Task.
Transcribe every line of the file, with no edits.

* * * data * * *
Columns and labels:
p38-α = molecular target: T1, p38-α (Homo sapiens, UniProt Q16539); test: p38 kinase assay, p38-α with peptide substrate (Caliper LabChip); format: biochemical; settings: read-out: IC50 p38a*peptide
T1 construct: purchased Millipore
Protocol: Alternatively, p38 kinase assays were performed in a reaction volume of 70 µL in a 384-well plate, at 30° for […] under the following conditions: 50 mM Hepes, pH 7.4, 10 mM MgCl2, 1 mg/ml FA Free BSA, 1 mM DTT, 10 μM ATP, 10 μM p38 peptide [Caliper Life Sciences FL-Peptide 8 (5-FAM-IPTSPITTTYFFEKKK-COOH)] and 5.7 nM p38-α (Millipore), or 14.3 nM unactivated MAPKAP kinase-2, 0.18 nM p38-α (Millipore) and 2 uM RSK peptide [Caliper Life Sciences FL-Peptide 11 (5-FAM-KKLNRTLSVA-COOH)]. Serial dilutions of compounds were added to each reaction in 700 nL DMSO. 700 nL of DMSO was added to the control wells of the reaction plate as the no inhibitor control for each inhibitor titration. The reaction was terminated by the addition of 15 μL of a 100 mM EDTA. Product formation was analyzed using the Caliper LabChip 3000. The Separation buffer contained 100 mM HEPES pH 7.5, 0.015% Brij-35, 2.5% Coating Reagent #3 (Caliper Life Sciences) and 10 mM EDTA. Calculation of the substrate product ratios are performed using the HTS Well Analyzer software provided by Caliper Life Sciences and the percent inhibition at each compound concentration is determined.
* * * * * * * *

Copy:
Columns and labels:
p38-α = molecular target: T1, p38-α (Homo sapiens, UniProt Q16539); test: p38 kinase assay, p38-α with peptide substrate (Caliper LabChip); format: biochemical; settings: read-out: IC50 p38a*peptide
T1 construct: purchased Millipore
Protocol: Alternatively, p38 kinase assays were performed in a reaction volume of 70 µL in a 384-well plate, at 30° for […] under the following conditions: 50 mM Hepes, pH 7.4, 10 mM MgCl2, 1 mg/ml FA Free BSA, 1 mM DTT, 10 μM ATP, 10 μM p38 peptide [Caliper Life Sciences FL-Peptide 8 (5-FAM-IPTSPITTTYFFEKKK-COOH)] and 5.7 nM p38-α (Millipore), or 14.3 nM unactivated MAPKAP kinase-2, 0.18 nM p38-α (Millipore) and 2 uM RSK peptide [Caliper Life Sciences FL-Peptide 11 (5-FAM-KKLNRTLSVA-COOH)]. Serial dilutions of compounds were added to each reaction in 700 nL DMSO. 700 nL of DMSO was added to the control wells of the reaction plate as the no inhibitor control for each inhibitor titration. The reaction was terminated by the addition of 15 μL of a 100 mM EDTA. Product formation was analyzed using the Caliper LabChip 3000. The Separation buffer contained 100 mM HEPES pH 7.5, 0.015% Brij-35, 2.5% Coating Reagent #3 (Caliper Life Sciences) and 10 mM EDTA. Calculation of the substrate product ratios are performed using the HTS Well Analyzer software provided by Caliper Life Sciences and the percent inhibition at each compound concentration is determined.